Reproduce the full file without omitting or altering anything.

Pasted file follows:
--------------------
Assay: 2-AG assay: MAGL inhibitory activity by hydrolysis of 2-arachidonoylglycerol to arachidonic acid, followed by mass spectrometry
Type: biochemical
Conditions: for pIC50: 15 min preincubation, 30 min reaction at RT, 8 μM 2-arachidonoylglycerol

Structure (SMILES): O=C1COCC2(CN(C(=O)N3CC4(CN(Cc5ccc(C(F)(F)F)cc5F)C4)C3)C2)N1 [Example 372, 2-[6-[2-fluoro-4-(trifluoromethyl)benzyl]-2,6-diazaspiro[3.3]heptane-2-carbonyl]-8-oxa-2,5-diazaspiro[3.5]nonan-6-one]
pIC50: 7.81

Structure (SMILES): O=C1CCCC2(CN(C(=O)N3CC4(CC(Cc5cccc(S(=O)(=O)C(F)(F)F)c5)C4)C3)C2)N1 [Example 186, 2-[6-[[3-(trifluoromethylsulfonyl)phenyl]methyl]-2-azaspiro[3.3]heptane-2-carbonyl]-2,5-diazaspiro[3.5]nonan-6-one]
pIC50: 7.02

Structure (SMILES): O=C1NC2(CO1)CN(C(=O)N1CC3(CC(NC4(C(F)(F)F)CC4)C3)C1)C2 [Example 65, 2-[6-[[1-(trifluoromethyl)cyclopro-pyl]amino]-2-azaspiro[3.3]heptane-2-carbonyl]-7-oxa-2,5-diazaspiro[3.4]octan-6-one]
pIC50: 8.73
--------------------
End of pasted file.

Assay: 2-AG assay: MAGL inhibitory activity by hydrolysis of 2-arachidonoylglycerol to arachidonic acid, followed by mass spectrometry
Type: biochemical
Conditions: for pIC50: 15 min preincubation, 30 min reaction at RT, 8 μM 2-arachidonoylglycerol

Structure (SMILES): O=C1COCC2(CN(C(=O)N3CC4(CN(Cc5ccc(C(F)(F)F)cc5F)C4)C3)C2)N1 [Example 372, 2-[6-[2-fluoro-4-(trifluoromethyl)benzyl]-2,6-diazaspiro[3.3]heptane-2-carbonyl]-8-oxa-2,5-diazaspiro[3.5]nonan-6-one]
pIC50: 7.81

Structure (SMILES): O=C1CCCC2(CN(C(=O)N3CC4(CC(Cc5cccc(S(=O)(=O)C(F)(F)F)c5)C4)C3)C2)N1 [Example 186, 2-[6-[[3-(trifluoromethylsulfonyl)phenyl]methyl]-2-azaspiro[3.3]heptane-2-carbonyl]-2,5-diazaspiro[3.5]nonan-6-one]
pIC50: 7.02

Structure (SMILES): O=C1NC2(CO1)CN(C(=O)N1CC3(CC(NC4(C(F)(F)F)CC4)C3)C1)C2 [Example 65, 2-[6-[[1-(trifluoromethyl)cyclopro-pyl]amino]-2-azaspiro[3.3]heptane-2-carbonyl]-7-oxa-2,5-diazaspiro[3.4]octan-6-one]
pIC50: 8.73